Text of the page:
In common law systems, land tenure, from the French verb "tenir" means "to hold", is the legal regime in which land owned by an individual is possessed by someone else who is said to "hold" the land, based on an agreement between both individuals. It determines who can use land, for how long and under what conditions. Tenure may be based both on official laws and policies, and on informal local customs (insofar higher law does allow that). In other words, land tenure implies a system according to which land is held by an individual or the actual tiller of the land but this person does not have legal ownership. It determines the holder's rights and responsibilities in connection with their holding. The sovereign monarch, known in England as The Crown, held land in its own right. All land holders are either its tenants or sub-tenants. Tenure signifies a legal relationship between tenant and lord, arranging the duties and rights of tenant and lord in relationship to the land. Over history, many different forms of land tenure, i.e., ways of holding land, have been established.
A landowner is the holder of the estate in land with the most extensive and exclusive rights of ownership over the territory, simply put, the owner of land.
The legal concept of land tenure in the Middle Ages has become known as the feudal system that has been widely used throughout what now is Europe, the Middle East and Asia Minor. The lords who received land directly from the Crown, or another landowner, in exchange for certain rights and obligations were called tenants-in-chief.
They doled out portions of their land to lesser tenants who in turn divided it among even lesser tenants. This process—that of granting subordinate tenancies—is known as subinfeudation. In this way, all individuals except the monarch did hold the land "of" someone else because legal ownership was with the (superior) monarch, also known as overlord or suzerain.
Historically, it was usual for there to be reciprocal duties and rights between lord and tenant. There were different kinds of tenure to fit various kinds of need. For instance, a military tenure might be by knight-service, requiring the tenant to supply the lord with a number of armed horsemen and ground troops.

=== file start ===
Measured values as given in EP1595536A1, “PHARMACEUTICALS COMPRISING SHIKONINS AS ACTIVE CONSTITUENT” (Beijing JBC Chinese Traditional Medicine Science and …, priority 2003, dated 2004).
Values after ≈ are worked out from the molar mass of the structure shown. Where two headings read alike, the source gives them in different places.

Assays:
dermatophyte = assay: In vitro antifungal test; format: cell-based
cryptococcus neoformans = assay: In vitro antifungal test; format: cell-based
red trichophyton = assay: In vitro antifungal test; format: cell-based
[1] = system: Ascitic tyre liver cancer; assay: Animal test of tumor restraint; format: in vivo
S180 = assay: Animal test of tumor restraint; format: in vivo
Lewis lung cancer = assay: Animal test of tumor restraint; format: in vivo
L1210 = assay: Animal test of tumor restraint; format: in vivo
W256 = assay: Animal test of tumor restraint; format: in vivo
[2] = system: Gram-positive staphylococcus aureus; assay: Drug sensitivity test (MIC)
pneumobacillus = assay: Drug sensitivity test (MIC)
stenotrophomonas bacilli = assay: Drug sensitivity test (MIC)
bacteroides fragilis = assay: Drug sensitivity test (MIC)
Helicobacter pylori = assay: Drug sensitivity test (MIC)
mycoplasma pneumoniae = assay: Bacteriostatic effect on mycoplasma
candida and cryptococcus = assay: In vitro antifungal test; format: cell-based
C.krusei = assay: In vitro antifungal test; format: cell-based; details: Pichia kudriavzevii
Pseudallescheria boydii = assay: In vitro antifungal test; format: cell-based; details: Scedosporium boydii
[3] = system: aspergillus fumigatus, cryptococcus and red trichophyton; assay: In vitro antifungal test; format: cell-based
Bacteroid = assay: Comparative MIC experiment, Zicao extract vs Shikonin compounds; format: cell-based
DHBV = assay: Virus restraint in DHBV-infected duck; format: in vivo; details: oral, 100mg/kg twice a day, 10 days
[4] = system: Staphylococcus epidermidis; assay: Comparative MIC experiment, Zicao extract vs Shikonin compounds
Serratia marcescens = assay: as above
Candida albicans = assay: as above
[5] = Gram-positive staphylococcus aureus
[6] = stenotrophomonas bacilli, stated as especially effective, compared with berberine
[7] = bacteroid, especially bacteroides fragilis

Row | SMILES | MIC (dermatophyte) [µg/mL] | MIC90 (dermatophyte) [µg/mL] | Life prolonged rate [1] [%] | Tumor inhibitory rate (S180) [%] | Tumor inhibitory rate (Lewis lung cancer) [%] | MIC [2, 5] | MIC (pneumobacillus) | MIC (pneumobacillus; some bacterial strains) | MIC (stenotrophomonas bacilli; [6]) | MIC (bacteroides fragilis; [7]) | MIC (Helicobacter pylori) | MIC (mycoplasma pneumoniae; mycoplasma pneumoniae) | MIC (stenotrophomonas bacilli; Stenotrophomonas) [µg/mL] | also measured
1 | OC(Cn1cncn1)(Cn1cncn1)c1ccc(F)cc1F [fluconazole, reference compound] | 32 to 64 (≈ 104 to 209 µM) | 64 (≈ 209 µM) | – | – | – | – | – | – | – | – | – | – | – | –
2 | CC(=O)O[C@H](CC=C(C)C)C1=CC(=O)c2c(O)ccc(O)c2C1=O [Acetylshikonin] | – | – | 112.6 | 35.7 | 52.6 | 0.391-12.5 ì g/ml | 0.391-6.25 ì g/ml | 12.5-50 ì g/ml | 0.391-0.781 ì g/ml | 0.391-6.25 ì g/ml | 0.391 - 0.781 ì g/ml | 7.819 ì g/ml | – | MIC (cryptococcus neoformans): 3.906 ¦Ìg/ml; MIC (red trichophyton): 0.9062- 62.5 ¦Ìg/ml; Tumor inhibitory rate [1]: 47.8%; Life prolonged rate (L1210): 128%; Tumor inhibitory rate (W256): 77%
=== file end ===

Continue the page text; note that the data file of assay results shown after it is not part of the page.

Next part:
The fees were often lands, land revenue or revenue-producing real property, typically known as fiefs or fiefdoms. Over the ages and depending on the region a broad variety of customs did develop based on the same legal principle. The famous Magna Carta for instance was a legal contract based on the medieval system of land tenure.
The concept of tenure has since evolved into other forms, such as leases and estates.
There is a great variety of modes of land ownership and tenure.
Most of the indigenous nations or tribes of North America had differing notions of land ownership. Whereas European land ownership centered around control, Indigenous notions were based on stewardship. When Europeans first came to North America, they sometimes disregarded traditional land tenure and simply seized land, or they accommodated traditional land tenure by recognizing it as aboriginal title. This theory formed the basis for treaties with indigenous peoples.
In several developing countries, such as Egypt and Senegal, this method is still presently in use. In Senegal, it is mentioned as "mise en valeur des zones du terroir" and in Egypt, it is called Wadaa al-yad.
Allodial title is a system in which real property is owned absolutely free and clear of any superior landlord or sovereign. True allodial title is rare, with most property ownership in the common law world (Australia, Canada, Ireland, New Zealand, United Kingdom, United States) being in fee simple. Allodial title is inalienable, in that it may be conveyed, devised, gifted, or mortgaged by the owner, but it may not be distressed and restrained for collection of taxes or private debts, or condemned (eminent domain) by the government.
Feudal land tenure is a system of mutual obligations under which a royal or noble personage granted a fiefdom — some degree of interest in the use or revenues of a given parcel of land — in exchange for a claim on services such as military service or simply maintenance of the land in which the lord continued to have an interest. This pattern obtained from the level of high nobility as vassals of a monarch down to lesser nobility whose only vassals were their serfs.
Under common law, Fee simple is the most complete ownership interest one can have in real property, other than the rare Allodial title. The holder can typically freely sell or otherwise transfer that interest or use it to secure a mortgage loan. This picture of "complete ownership" is, of course, complicated by the obligation in most places to pay a property tax and by the fact that if the land is mortgaged, there will be a claim on it in the form of a lien. In modern societies, this is the most common form of land ownership. Land can also be owned by more than one party and there are various concurrent estate rules.